News from 1890 Britannic I sinks the brigantine Czarowitz

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Mark Baber

The Times, 4 January 1890

The White Star mail steamer Britannic, inward bound from New York, landed at
Liverpool yesterday the pilot and five men belonging to the Cornish
brigantine Czarowitz, which was sunk after a collision with the Britannic on
the previous night. The captain of the Czarowitz was drowned, and the
account of the disaster as given by the survivors shows that they had a
terrible experience. The Czarowitz was a brigantine of about 350 tons dead
weight, and was going to Runcorn from Fowey with china clay. On Thursday
evening about half-past 7 she was in the Crosby Channel, and about to enter
the Mersey, when a steamer appeared and a collision occurred. The steamer,
which turned out to be the Britannic, struck the brigantine on the port
quarter and literally went through her, cutting off about 20ft. of the
Czarowitz's stern. The latter sank like a stone. One of the crew went to the
boat and tried to loose it, and this was the only man to whom the captain
spoke. He just remarked that his ship was done for, and in that instant the
vessel foundered. All the crew were in the water, but rose to the surface.
When the vessel struck ground some portion of her masts were above water,
and to this circumstance all the survivors owe their lives. The captain,
whose name was Peter Pengelly, was not afterwards seen. He was a native of
Looe, in Cornwall, and leaves a widow and five children. Two boats were
promptly launched from the Britannic, and in about 15 minutes the
shipwrecked people were taken out of the rigging. The weather at.the time of
the collision was somewhat foggy. The men were received at the Liverpool
Sailors' Rome. The Czarowitz belonged to W. Polkinghorne, of Liskeard.

The crew of the steamship Friendship, of Rye, were landed at Shields
yesterday by the steamer Tanfield. They state that during a fog off
Flamborouch Head their vessel was run into and sunk by the Tanfield. No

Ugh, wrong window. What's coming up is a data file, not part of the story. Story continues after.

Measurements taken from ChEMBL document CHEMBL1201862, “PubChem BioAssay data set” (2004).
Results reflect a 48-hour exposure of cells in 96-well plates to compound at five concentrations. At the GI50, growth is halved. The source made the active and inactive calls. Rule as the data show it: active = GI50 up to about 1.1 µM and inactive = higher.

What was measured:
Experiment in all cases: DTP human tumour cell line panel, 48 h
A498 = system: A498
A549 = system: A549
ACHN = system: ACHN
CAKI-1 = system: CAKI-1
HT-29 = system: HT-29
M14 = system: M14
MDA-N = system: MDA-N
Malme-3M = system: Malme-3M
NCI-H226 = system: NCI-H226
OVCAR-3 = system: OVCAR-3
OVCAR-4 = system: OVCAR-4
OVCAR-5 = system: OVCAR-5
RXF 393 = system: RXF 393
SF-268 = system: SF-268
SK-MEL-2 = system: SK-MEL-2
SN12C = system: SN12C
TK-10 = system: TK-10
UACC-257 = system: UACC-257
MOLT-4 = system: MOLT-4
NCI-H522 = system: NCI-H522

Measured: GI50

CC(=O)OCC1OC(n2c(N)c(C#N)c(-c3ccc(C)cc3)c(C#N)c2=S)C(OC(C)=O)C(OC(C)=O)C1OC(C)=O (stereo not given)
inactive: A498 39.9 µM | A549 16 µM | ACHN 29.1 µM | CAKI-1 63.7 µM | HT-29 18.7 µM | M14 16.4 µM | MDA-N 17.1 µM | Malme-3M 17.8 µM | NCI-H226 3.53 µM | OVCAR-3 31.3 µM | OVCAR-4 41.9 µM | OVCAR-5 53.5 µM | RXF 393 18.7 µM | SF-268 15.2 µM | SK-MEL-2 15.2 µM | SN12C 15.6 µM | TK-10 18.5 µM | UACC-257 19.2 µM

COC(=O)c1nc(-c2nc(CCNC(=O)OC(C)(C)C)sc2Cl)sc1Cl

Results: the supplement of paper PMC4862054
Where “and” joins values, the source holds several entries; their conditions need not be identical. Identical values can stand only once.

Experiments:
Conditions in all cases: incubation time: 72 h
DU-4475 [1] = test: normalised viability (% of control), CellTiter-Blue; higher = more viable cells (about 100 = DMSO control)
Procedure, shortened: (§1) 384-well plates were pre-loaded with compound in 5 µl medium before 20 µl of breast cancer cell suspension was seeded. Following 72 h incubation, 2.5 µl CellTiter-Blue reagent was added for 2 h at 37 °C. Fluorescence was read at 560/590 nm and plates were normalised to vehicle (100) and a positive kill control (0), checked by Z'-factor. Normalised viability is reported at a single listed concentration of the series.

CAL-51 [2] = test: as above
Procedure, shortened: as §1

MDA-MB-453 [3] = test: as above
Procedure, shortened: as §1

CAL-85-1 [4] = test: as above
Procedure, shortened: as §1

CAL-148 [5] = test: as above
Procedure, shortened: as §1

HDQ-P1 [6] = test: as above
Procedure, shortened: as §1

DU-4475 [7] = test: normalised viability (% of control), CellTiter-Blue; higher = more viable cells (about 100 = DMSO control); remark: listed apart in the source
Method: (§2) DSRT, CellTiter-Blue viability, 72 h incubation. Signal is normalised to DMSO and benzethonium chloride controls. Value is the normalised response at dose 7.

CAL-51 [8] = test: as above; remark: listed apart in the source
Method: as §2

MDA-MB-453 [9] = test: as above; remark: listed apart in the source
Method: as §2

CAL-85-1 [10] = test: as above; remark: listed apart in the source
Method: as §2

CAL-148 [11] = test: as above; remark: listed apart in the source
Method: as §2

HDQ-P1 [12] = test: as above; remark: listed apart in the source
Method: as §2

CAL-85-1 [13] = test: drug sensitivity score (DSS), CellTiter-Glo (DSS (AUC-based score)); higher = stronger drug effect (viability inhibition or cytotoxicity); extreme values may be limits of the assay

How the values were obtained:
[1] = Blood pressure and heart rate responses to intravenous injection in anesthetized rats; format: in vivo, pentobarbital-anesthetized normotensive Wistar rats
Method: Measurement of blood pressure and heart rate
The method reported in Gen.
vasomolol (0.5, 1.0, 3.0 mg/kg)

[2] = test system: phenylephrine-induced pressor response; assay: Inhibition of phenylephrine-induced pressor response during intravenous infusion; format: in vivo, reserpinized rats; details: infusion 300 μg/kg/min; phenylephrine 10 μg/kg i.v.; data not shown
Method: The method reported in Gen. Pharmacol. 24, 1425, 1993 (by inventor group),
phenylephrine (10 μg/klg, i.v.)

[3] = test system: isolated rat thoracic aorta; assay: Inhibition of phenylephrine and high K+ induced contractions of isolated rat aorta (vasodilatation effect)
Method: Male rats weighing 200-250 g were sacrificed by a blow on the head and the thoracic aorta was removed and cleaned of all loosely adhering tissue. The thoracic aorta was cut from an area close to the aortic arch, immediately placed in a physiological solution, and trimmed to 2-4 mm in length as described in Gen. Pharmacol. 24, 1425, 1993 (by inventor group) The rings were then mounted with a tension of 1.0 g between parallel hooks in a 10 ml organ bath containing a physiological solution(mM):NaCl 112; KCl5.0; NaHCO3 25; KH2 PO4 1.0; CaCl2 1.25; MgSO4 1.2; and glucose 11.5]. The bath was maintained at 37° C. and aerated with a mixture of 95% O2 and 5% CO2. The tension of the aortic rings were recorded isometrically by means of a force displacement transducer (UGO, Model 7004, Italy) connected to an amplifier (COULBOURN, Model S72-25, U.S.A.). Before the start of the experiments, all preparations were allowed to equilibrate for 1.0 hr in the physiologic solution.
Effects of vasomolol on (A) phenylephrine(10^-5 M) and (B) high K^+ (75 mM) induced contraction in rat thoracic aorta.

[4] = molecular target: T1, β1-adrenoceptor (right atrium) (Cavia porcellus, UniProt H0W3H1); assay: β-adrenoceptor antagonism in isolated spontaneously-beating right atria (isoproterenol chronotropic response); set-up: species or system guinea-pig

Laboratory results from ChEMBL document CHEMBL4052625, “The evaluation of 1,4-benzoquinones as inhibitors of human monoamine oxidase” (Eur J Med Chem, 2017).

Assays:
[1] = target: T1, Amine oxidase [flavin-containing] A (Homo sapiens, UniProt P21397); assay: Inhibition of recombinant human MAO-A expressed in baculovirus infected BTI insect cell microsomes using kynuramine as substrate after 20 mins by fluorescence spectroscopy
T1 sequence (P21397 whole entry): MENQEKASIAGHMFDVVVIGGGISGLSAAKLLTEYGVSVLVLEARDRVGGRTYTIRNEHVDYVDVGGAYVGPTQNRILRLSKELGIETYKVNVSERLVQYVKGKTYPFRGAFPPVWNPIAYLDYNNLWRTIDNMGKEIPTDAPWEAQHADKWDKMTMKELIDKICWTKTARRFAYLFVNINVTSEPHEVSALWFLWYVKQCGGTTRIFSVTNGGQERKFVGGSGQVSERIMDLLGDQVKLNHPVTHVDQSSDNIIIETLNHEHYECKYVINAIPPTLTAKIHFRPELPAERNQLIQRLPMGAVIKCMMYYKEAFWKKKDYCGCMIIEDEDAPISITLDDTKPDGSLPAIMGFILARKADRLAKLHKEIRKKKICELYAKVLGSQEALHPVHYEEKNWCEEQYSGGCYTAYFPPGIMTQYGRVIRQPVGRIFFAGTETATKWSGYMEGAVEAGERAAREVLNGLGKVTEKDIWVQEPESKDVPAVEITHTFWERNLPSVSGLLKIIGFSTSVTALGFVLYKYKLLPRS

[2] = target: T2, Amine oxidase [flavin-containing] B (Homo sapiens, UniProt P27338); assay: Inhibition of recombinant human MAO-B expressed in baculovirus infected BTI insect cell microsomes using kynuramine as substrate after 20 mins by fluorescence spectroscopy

lives were lost.


Mark Baber

The Times, 6 March 1890

(Before MR. JUSTICE BUTT and Trinity Masters)

In this case, which commenced on Monday and was then adjourned over till
to-day, the plaintiffs were the owners of the brigantine Czarowitz and the
crew of that ship suing for their effects. The defendants were the White
Star Royal Mail Steamship Company, the Britannic being one of their
well-known line of Atlantic steamers. The claim was in respect of a
collision which occurred about 7 30 a.m. on January 2 last in the river
Mersey, and the result of which was that the sailing ship immediately
sank,and her master, John Pengelly, was drowned. She was on her way from
Fowey to Runcorn, with a cargo of china clay, and on the morning in question
was beating up the Crosby Channel at the entrance to the river and had got
to the southward of the Crosby lightship. The weather was thick and the tide
flood, with a moderate breeze from south-south-east. She was close-hauled on
the starboard tack and making about 2 1/2 to 3 knots, and was in charge of a
duly licensed pilot. The Britannic is a screw steamer of 3,152 registered
tonnage, with engines 760-horse power nominal, and manned by a crew of 144
hands. Her captain was Henry Davison, who had been for 25 years in the
service of the White Star Company, and who had held his present command
since May last. She was on a voyage from New York to Liverpool with about
2,000 tons of general cargo and 84 passengers. She was in charge of a duly
licensed pilot and was proceeding up the Crosby Channel. Those on board saw
a white light and then another which they made out almost immediately to be